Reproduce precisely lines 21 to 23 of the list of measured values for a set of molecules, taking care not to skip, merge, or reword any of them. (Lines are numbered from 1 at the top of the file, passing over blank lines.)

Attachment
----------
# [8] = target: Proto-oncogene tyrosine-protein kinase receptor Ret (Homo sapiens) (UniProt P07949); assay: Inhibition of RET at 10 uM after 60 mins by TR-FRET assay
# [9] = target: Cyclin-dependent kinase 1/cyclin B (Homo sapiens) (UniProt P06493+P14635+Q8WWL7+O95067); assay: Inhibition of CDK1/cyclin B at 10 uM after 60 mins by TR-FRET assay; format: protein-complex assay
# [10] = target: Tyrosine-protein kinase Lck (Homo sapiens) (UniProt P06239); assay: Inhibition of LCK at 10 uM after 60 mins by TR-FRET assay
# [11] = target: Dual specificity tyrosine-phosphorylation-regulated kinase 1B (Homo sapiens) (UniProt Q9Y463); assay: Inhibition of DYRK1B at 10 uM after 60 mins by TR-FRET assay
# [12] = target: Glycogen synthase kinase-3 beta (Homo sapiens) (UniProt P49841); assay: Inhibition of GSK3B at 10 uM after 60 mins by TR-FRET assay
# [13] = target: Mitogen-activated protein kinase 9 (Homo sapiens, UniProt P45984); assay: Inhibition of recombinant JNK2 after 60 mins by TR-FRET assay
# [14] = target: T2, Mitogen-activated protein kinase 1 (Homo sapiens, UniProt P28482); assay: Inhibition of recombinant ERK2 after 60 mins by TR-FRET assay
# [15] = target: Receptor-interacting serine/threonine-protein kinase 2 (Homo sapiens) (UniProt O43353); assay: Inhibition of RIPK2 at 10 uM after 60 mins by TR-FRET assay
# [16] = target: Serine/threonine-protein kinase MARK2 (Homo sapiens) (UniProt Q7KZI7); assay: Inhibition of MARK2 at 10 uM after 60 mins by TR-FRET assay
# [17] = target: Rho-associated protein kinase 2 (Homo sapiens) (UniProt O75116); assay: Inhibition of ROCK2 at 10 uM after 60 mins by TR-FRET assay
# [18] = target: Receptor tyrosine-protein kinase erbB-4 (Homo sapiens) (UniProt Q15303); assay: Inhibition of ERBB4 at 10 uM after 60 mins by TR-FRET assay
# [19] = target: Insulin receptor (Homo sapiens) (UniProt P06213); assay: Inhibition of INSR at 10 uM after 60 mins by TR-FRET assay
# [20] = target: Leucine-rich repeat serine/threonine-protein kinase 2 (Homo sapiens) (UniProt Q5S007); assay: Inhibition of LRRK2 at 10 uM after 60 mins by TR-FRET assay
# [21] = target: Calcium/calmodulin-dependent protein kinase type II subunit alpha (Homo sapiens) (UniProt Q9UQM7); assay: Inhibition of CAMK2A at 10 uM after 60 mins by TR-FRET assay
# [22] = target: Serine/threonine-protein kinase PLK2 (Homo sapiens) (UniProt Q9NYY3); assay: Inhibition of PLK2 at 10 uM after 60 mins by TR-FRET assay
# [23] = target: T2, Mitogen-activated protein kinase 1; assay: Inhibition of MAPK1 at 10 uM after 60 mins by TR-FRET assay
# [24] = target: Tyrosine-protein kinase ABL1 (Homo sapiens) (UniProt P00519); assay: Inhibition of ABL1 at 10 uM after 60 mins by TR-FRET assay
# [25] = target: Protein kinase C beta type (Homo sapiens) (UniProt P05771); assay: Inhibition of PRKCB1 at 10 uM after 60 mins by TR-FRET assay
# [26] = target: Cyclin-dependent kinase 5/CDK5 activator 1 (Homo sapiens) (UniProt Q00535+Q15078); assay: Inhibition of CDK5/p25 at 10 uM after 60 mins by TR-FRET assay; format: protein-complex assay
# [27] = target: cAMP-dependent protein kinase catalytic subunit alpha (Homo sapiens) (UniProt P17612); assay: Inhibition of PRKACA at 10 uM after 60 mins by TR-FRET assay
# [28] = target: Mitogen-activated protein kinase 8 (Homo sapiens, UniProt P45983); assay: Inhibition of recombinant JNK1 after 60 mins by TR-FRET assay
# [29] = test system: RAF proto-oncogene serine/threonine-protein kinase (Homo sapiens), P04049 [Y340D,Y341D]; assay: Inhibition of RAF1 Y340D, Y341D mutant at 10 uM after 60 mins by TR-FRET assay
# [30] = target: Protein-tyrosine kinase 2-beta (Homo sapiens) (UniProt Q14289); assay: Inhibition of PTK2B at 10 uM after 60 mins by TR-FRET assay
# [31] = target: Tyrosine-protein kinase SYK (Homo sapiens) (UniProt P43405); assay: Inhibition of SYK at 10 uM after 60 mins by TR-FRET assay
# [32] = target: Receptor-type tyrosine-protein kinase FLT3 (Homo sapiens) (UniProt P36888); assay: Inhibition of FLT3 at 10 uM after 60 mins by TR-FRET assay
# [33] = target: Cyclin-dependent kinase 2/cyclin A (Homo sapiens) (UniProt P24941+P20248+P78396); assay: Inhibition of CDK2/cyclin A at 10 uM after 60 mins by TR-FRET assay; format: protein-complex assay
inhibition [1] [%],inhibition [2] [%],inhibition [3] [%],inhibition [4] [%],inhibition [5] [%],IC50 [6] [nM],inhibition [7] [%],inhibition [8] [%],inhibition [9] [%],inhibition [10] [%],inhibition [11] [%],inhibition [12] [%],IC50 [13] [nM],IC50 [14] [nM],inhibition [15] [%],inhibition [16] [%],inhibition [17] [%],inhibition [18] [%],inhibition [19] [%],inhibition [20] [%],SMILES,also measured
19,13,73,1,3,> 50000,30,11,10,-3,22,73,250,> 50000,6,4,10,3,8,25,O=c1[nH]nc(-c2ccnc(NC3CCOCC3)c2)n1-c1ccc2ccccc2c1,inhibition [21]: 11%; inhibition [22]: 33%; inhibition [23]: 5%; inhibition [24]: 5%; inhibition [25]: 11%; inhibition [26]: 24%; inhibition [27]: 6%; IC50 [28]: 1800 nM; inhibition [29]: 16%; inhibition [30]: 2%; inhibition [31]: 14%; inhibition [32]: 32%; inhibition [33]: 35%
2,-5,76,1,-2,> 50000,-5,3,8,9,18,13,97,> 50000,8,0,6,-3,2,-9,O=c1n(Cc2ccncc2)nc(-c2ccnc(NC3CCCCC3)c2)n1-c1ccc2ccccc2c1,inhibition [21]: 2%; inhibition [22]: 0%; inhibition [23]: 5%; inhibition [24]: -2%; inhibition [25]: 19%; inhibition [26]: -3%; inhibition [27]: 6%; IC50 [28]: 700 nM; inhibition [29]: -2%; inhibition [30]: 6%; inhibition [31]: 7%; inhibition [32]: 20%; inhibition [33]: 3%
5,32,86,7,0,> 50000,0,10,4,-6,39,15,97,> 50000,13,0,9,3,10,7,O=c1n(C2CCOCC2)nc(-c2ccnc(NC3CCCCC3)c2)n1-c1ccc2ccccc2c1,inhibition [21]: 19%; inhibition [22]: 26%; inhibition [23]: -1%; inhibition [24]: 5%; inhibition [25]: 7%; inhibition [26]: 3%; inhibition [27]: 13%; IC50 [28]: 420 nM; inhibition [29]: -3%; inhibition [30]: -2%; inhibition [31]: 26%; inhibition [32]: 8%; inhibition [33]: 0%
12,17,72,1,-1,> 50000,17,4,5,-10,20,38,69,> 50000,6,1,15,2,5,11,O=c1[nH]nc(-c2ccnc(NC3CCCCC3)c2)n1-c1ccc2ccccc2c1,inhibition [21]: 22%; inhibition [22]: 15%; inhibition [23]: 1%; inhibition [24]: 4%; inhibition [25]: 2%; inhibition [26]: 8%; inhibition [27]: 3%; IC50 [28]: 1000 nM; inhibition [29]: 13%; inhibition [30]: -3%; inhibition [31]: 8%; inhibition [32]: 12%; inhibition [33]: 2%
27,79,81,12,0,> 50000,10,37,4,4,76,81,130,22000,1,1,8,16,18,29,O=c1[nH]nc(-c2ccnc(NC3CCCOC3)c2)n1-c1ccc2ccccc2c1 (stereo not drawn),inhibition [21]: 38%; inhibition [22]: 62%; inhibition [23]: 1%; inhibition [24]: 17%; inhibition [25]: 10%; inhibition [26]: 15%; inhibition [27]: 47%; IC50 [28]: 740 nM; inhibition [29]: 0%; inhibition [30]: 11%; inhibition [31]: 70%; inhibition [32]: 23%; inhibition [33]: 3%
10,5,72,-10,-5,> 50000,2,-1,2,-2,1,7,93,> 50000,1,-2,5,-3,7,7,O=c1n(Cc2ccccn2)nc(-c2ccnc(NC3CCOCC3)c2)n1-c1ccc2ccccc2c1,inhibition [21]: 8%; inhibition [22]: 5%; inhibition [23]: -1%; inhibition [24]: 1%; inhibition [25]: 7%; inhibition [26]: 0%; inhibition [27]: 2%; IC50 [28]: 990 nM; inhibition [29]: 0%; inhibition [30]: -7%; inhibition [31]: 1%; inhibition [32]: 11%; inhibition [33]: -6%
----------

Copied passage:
# [28] = target: Mitogen-activated protein kinase 8 (Homo sapiens, UniProt P45983); assay: Inhibition of recombinant JNK1 after 60 mins by TR-FRET assay
# [29] = test system: RAF proto-oncogene serine/threonine-protein kinase (Homo sapiens), P04049 [Y340D,Y341D]; assay: Inhibition of RAF1 Y340D, Y341D mutant at 10 uM after 60 mins by TR-FRET assay
# [30] = target: Protein-tyrosine kinase 2-beta (Homo sapiens) (UniProt Q14289); assay: Inhibition of PTK2B at 10 uM after 60 mins by TR-FRET assay